In the months to come, we will invest massively in the rebuilding of our economies and we must ensure that the recovery is not driven by the paradigms of the past. We should use the economic stimuli provided by public institutions to radically change our growth models while guaranteeing a fair transition that works for us and for future generations. No one should be left behind. The pursuit of climate neutrality represents an opportunity to narrow divides in our societies and restore balance by making them fairer and more inclusive.

This brings me to our partnership with Africa, one which is essential for growth, prosperity and security in that part of the globe. The stronger Africa becomes, the stronger we will be. Europe and Africa are united by a shared future. We therefore need to invest more in our cooperation at all levels, but with a special emphasis on health, education and climate change, which remain top priorities today. In stepping up our cooperation, we should also focus on innovation, the digital economy, energy and agriculture. We should also ramp up our humanitarian and development response in order to assist African countries in tackling the immediate health challenges they face. I welcome the Commission's initiative to establish an EU Humanitarian Air Bridge.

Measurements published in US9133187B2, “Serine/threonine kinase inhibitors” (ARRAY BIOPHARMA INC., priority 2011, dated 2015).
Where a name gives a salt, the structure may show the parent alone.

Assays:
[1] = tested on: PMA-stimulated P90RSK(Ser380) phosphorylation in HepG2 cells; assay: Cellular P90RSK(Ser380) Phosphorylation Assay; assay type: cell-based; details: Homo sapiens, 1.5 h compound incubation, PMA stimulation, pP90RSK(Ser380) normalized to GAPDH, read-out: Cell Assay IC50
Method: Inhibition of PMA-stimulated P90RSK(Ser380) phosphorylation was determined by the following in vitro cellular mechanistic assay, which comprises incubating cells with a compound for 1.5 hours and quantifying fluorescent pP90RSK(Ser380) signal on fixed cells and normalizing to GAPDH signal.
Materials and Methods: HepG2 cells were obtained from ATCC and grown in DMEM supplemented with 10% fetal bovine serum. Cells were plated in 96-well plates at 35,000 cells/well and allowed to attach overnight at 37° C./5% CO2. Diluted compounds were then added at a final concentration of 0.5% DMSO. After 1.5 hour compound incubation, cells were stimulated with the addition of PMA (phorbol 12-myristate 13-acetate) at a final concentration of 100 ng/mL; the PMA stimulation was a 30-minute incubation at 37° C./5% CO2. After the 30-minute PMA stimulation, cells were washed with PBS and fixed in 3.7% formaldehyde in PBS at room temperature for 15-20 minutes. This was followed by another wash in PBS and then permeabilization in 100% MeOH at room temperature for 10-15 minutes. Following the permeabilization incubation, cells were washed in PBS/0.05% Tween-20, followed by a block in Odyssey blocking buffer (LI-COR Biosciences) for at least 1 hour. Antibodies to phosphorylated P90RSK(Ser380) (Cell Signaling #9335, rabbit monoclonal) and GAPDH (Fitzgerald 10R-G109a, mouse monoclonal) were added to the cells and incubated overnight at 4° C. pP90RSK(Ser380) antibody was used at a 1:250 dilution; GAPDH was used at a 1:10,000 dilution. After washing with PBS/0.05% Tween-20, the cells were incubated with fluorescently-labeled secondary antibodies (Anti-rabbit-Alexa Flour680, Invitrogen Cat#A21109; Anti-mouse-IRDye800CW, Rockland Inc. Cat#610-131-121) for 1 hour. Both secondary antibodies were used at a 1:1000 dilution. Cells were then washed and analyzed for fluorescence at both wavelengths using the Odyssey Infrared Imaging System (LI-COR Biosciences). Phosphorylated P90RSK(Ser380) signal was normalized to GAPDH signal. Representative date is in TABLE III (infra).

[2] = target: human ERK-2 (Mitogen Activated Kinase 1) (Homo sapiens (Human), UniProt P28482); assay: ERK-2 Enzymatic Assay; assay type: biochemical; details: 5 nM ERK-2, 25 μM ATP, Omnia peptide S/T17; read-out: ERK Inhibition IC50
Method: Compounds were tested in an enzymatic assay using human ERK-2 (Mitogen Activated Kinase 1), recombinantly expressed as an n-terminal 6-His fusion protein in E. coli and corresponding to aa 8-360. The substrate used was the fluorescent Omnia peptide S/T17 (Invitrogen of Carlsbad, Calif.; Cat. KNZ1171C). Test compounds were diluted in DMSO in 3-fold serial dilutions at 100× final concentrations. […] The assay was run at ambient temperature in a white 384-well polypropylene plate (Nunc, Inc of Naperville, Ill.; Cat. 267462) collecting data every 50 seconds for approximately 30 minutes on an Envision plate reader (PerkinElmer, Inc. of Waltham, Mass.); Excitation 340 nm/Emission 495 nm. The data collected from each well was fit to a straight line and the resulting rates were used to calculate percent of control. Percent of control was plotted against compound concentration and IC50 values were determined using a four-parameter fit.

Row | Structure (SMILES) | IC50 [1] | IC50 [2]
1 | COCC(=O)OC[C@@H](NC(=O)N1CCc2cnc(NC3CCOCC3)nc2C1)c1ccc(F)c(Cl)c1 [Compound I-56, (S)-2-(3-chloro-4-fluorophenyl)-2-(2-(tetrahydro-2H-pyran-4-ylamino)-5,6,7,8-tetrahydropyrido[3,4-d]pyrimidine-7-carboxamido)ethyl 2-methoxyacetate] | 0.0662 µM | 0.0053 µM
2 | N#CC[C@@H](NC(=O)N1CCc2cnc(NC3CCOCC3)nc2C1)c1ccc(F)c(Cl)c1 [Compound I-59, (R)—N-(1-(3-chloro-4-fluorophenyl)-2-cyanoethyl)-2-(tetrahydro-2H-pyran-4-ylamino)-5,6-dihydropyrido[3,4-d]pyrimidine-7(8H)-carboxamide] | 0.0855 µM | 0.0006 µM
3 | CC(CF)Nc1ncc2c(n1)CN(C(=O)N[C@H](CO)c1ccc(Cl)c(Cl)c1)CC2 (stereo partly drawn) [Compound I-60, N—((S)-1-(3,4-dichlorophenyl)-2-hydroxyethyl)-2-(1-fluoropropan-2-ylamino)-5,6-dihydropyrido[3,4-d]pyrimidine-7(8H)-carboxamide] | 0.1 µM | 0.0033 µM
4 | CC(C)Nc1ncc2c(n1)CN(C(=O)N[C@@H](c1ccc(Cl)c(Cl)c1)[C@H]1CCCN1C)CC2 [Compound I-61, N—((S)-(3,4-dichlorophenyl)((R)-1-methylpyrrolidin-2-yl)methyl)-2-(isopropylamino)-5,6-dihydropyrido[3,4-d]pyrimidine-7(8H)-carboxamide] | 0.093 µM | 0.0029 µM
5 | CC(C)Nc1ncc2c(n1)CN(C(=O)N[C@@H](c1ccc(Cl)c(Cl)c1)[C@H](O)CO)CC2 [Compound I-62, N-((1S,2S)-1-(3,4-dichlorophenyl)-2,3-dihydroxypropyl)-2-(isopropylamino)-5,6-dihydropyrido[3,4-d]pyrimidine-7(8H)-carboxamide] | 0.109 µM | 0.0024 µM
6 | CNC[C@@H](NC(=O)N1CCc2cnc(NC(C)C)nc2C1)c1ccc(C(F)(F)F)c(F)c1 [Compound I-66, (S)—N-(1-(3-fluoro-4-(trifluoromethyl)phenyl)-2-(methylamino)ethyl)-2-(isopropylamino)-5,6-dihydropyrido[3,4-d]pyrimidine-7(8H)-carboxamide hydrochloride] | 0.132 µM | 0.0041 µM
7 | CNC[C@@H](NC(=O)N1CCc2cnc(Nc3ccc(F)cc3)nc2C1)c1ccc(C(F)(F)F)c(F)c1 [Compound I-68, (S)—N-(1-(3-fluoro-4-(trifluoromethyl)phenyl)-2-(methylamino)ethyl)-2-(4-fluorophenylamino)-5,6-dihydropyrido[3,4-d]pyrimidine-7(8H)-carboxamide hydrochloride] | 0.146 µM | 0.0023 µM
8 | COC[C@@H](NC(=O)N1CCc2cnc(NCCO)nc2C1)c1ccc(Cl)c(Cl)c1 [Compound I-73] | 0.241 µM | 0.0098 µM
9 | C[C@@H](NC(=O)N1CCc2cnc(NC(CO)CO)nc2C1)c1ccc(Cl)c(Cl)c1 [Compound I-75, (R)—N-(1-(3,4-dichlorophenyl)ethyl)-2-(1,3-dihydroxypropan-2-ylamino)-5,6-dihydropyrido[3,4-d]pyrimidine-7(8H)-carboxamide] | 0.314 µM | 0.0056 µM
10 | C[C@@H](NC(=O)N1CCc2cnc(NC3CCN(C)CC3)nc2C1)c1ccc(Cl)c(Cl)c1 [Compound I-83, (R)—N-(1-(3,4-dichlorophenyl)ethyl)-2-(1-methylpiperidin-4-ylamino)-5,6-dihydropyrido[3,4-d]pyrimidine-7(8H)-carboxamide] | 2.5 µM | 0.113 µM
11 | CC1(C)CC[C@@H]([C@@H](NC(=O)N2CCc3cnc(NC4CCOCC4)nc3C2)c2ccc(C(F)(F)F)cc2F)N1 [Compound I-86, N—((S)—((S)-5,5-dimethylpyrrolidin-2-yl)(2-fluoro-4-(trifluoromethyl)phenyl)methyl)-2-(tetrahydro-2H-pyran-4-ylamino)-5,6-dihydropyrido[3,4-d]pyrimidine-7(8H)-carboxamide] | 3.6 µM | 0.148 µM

In addition, I should like to highlight the need to conclude the new post-Cotonou agreement, and I thank the German Presidency for its efforts to make finalising the negotiations a priority. I remain optimistic that the proposed new agreement will help to meet the aspirations of the citizens of the countries of Africa, the Caribbean and the Pacific and of the EU and that it will incorporate a strong parliamentary dimension.

 

Two weeks ago, the European Council called for a de-escalation of tensions in the Eastern Mediterranean and urged Turkey to refrain from provocations in breach of international law. Unfortunately, things seem to be moving in the opposite direction. The Oruç Reis is back where it was in August. The Turks have unilaterally decided to re-open part of the Varosha holiday resort. Turkish rhetoric is growing increasingly aggressive and the country's intervention in the Nagorno-Karabakh conflict is certainly not helping matters. Now is the time for the EU to fully support German mediation efforts, to stand united and speak with one voice. This is the only way to send a credible message and lend greater impetus to the de-escalation efforts.